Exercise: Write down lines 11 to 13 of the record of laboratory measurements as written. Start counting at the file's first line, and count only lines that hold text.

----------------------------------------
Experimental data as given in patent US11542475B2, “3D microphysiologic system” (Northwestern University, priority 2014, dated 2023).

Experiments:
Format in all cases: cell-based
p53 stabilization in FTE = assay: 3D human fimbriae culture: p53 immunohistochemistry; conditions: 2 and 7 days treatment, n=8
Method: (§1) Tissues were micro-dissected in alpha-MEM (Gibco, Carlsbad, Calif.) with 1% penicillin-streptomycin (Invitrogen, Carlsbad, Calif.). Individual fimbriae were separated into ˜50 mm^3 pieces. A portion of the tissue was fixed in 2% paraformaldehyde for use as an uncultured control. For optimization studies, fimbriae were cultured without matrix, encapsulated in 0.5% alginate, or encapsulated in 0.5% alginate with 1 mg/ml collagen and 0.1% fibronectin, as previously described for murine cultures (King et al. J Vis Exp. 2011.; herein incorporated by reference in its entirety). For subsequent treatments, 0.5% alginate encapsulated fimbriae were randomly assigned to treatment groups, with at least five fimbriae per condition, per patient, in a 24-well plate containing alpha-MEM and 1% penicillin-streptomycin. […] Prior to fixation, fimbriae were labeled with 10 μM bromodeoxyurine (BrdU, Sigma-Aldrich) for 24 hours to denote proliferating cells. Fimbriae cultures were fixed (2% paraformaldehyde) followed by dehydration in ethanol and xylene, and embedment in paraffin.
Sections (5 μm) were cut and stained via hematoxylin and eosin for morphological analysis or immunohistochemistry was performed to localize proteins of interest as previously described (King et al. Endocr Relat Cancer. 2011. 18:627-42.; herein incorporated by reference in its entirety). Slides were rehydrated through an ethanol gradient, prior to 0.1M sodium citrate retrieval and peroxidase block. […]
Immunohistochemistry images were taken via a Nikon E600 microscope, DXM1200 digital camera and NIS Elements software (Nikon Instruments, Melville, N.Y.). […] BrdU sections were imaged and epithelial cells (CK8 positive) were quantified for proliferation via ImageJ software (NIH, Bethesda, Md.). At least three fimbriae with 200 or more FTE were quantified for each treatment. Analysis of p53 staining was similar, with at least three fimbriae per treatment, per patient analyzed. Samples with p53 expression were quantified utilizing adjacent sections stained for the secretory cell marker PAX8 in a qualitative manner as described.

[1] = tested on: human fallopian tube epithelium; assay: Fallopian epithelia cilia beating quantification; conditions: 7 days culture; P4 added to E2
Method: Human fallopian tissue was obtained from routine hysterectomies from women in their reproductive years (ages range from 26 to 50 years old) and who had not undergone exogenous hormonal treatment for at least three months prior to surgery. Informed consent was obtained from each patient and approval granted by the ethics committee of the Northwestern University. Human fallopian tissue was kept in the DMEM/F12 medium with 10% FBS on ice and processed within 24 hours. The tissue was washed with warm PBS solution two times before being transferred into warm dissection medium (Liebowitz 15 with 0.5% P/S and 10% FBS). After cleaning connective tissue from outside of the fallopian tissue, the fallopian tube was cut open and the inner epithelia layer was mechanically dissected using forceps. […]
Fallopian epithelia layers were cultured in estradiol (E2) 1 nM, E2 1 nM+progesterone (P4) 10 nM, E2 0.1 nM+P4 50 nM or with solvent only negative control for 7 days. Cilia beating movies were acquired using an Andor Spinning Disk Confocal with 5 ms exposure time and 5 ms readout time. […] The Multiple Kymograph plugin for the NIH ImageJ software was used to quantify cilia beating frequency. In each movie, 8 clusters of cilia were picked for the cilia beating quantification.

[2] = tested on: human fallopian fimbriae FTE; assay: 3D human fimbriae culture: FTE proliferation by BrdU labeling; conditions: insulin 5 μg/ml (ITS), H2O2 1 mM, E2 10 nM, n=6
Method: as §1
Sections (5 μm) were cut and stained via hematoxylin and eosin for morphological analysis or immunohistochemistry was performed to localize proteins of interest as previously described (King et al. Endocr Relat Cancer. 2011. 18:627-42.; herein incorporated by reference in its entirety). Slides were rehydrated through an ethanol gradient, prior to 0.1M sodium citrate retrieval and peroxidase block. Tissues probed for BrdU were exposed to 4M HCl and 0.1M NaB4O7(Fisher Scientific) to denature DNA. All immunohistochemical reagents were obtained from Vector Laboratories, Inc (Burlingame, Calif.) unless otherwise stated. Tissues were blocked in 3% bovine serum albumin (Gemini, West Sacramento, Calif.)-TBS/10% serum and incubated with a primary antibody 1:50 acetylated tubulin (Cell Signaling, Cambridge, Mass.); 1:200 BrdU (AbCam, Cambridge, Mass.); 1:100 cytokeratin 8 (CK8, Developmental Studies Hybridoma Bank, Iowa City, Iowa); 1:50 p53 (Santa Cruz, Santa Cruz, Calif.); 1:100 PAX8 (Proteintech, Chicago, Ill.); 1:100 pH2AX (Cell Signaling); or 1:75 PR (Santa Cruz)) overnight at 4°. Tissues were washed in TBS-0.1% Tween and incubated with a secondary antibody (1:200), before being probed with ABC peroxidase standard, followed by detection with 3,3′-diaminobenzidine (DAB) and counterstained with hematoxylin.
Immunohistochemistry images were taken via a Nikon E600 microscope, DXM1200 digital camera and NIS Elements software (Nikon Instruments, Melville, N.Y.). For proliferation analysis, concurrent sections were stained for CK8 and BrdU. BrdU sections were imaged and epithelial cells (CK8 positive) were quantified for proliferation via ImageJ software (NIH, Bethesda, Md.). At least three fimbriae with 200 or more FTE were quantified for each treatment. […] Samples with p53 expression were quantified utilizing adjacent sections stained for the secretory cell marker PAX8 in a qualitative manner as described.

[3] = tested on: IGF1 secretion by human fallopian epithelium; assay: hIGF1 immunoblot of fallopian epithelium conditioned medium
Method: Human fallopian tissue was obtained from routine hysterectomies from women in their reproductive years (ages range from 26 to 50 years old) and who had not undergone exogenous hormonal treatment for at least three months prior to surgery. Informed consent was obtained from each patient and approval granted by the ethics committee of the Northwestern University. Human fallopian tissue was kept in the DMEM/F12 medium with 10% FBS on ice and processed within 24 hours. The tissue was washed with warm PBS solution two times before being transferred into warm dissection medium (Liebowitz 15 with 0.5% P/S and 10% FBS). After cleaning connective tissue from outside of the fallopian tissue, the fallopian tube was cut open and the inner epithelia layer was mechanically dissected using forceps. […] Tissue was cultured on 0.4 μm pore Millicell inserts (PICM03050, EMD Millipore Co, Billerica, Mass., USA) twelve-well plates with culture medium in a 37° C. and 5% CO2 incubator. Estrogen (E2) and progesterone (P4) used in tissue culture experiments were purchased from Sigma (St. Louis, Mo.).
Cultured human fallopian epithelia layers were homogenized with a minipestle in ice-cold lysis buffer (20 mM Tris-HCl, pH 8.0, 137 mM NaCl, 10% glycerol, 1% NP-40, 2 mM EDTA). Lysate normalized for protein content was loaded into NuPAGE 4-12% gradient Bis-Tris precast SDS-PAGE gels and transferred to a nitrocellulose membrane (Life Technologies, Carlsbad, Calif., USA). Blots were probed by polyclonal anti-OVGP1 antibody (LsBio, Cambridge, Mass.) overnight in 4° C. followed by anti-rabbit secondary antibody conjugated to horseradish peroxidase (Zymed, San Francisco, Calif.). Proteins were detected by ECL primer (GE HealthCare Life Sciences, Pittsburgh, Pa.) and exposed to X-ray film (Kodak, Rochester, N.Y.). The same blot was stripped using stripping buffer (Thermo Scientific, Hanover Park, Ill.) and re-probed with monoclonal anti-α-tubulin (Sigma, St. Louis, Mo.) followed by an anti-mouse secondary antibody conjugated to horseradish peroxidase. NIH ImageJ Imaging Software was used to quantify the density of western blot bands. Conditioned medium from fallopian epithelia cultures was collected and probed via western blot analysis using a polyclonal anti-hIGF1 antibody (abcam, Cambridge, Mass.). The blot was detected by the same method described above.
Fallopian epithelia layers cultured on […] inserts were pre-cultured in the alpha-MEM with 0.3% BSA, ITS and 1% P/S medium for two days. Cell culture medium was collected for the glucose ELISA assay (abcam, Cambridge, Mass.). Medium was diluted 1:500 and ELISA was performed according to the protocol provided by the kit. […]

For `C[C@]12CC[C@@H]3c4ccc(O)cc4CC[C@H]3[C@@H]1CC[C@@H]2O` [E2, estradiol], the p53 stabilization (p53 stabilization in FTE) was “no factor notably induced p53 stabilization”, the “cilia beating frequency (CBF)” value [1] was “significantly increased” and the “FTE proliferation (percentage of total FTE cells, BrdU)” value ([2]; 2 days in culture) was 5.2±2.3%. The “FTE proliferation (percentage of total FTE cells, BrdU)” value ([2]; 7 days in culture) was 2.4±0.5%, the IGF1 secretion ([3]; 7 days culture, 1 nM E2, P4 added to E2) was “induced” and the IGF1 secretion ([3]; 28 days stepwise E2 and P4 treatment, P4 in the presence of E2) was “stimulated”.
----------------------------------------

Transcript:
[2] = tested on: human fallopian fimbriae FTE; assay: 3D human fimbriae culture: FTE proliferation by BrdU labeling; conditions: insulin 5 μg/ml (ITS), H2O2 1 mM, E2 10 nM, n=6
Method: as §1
Sections (5 μm) were cut and stained via hematoxylin and eosin for morphological analysis or immunohistochemistry was performed to localize proteins of interest as previously described (King et al. Endocr Relat Cancer. 2011. 18:627-42.; herein incorporated by reference in its entirety). Slides were rehydrated through an ethanol gradient, prior to 0.1M sodium citrate retrieval and peroxidase block. Tissues probed for BrdU were exposed to 4M HCl and 0.1M NaB4O7(Fisher Scientific) to denature DNA. All immunohistochemical reagents were obtained from Vector Laboratories, Inc (Burlingame, Calif.) unless otherwise stated. Tissues were blocked in 3% bovine serum albumin (Gemini, West Sacramento, Calif.)-TBS/10% serum and incubated with a primary antibody 1:50 acetylated tubulin (Cell Signaling, Cambridge, Mass.); 1:200 BrdU (AbCam, Cambridge, Mass.); 1:100 cytokeratin 8 (CK8, Developmental Studies Hybridoma Bank, Iowa City, Iowa); 1:50 p53 (Santa Cruz, Santa Cruz, Calif.); 1:100 PAX8 (Proteintech, Chicago, Ill.); 1:100 pH2AX (Cell Signaling); or 1:75 PR (Santa Cruz)) overnight at 4°. Tissues were washed in TBS-0.1% Tween and incubated with a secondary antibody (1:200), before being probed with ABC peroxidase standard, followed by detection with 3,3′-diaminobenzidine (DAB) and counterstained with hematoxylin.